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Refugee and Migration Summits: Three Opportunities for Progress

As world leaders gather in New York for the United Nations General Assembly Summit on Refugees and Migrants, what should we expect? Faced with record levels of human displacement, the talks focus on whether and how to reform the international rules and norms governing the movement of people in crisis. We identify three opportunities to move ahead.

Is the World Bank Excusing Mugabe’s Human Rights Abuses? Read for Yourself.

The World Bank is supposed to work with poor countries in distress. When it all goes well, the Bank supports reformers with advice and money. Sometimes, however, the Bank prolongs a country’s pain by throwing a lifeline to recalcitrant regimes. The difference between a helping hand and a counterproductive crutch requires the Bank to understand the trends inside a country and how its own actions might affect those dynamics. Often, it’s difficult to discern these subtleties.

Five Women Who Could Lead the World Bank

Last week the World Bank announced the process for choosing the next president of the organization. Minutes after midnight on the first day nominations were to be accepted, the US formally nominated the incumbent Jim Kim. Other nominations are possible in what is, allegedly, an “open, merit-based, and transparent” process, but which will only be “open” for three weeks. Here are five women who could ably lead the World Bank.

Excuse Me, World Bank, This Time Is Last Time’s Next Time

Historically the World Bank’s President was nominated by the USA and that person was then approved by the World Bank’s Board (and in a reciprocal agreement Europe nominated the head of the IMF).  Now, discussions have begun “over how and whether to reappoint” Jim Yong Kim, when his first term ends next June. I agree with the World Bank Staff Association that we need to be able to have confidence in this process.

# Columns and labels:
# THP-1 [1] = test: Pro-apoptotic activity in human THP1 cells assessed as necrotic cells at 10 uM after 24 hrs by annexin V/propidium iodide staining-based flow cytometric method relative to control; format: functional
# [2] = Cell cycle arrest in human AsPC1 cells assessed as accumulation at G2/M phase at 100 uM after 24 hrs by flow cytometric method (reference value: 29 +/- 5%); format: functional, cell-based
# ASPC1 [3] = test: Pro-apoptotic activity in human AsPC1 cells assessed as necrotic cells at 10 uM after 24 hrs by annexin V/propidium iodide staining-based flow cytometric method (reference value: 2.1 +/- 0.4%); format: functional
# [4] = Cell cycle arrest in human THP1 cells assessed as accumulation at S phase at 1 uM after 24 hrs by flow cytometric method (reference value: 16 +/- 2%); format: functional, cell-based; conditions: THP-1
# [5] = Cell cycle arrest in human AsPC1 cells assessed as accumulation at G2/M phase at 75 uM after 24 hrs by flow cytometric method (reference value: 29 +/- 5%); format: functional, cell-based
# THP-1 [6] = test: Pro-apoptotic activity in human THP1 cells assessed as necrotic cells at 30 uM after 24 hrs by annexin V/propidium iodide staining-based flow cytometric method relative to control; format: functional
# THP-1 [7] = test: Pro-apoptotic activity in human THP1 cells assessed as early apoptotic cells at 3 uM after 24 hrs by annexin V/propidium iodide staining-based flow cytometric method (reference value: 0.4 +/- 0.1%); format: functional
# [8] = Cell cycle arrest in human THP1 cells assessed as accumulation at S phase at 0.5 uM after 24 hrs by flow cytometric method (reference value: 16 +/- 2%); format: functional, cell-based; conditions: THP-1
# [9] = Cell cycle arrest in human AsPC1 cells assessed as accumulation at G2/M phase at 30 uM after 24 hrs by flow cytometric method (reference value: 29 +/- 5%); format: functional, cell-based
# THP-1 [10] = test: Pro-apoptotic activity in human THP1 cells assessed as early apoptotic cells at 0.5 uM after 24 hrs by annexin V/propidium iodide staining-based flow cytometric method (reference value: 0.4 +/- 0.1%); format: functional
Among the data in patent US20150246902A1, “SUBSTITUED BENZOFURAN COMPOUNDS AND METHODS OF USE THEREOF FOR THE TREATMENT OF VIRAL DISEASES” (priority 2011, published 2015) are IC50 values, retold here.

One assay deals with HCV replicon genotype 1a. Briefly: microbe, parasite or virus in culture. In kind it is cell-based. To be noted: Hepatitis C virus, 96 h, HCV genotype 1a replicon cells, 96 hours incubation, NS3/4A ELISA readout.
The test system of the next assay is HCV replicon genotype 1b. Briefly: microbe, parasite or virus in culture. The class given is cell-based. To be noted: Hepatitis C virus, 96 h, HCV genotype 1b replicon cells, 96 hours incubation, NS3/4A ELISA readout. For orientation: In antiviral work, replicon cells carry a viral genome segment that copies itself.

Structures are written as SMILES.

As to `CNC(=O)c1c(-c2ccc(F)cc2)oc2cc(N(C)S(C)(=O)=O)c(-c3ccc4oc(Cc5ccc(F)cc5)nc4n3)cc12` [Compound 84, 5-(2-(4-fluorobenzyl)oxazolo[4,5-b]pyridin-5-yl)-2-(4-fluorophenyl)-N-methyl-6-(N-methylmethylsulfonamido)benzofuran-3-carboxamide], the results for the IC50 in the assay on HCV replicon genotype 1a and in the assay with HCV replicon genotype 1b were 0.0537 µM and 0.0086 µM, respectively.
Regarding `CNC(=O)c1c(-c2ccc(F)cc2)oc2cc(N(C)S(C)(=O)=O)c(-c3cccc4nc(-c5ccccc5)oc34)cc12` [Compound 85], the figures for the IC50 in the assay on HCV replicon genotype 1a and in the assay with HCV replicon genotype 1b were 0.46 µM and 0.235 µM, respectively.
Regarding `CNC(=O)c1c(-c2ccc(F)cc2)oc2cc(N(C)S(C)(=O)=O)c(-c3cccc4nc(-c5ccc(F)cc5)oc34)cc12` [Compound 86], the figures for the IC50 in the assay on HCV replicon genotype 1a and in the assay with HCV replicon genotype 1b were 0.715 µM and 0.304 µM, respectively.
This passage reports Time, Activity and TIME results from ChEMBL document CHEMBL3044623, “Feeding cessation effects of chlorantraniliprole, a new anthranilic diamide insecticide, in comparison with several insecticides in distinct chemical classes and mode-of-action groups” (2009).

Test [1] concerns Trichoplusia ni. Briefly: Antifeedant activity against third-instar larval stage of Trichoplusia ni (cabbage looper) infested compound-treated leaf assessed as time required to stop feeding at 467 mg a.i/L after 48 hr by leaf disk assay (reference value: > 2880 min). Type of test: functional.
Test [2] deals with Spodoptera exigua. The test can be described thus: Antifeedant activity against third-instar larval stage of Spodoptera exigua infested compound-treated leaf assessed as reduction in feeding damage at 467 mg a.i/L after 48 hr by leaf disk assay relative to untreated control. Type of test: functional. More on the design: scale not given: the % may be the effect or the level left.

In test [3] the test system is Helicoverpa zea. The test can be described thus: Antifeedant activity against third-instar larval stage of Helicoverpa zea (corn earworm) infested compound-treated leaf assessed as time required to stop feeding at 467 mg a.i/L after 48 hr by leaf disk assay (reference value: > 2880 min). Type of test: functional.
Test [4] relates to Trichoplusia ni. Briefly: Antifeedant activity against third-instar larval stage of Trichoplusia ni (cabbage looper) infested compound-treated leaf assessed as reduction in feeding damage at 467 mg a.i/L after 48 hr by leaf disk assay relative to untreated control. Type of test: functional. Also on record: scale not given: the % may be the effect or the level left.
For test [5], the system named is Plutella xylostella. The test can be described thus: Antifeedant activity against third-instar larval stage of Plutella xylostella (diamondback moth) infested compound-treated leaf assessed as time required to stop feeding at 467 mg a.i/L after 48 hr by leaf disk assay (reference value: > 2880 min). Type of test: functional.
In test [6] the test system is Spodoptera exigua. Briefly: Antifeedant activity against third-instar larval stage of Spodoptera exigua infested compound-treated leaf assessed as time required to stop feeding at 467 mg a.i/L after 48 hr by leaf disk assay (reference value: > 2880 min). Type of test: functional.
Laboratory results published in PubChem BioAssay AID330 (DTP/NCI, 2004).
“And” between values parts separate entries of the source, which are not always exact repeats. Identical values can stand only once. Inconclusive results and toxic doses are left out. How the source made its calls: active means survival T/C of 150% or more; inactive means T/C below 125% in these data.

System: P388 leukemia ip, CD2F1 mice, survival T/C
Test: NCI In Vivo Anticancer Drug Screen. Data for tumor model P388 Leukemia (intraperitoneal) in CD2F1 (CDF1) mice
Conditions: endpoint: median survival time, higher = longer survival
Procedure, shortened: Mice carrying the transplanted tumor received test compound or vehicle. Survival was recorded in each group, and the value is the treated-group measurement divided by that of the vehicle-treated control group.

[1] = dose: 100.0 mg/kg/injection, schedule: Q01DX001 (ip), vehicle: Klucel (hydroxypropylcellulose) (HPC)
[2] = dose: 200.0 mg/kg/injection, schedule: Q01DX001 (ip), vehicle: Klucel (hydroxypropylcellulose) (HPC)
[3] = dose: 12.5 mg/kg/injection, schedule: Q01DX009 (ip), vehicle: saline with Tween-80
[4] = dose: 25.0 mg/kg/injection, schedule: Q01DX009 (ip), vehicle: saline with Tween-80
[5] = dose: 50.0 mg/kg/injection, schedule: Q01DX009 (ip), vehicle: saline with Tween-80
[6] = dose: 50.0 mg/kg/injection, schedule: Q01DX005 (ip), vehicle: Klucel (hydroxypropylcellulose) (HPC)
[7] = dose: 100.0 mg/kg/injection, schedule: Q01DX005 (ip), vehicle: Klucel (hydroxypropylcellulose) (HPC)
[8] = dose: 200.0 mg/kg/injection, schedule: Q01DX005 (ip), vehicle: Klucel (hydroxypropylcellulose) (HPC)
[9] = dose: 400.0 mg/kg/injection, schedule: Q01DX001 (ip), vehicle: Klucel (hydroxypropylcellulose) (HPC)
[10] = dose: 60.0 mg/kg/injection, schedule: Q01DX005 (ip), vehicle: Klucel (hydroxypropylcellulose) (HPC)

The World Bank's New Safeguards: A Step Forward or Back? – Podcast with Scott Morris

A multi-year project just came to fruition with the endorsement by the Board of the World Bank of its new set of safeguards—the social and environmental standards that govern Bank-funded projects in client countries. CGD's expert on multilateral development banks, senior fellow Scott Morris, reacted to the new policies in a recent blog post, and joins me this week on the CGD Podcast to discuss. 

Will IDA18 Usher In Banking against the Superbugs?

From the superbug scare in Pennsylvania last month to the UK’s recently released Review on Antimicrobial Resistance, slowing the rate at which infections become resistant to antibiotics is rising up the list of global health priorities—and rightfully so. The Review estimates that deaths from antimicrobial resistance (AMR) could reach 10 million people a year by 2050 if we don’t reduce the overuse and misuse of antimicrobials, including antibiotics, and that the economic damage could add up to a staggering $100 trillion by 2050. 

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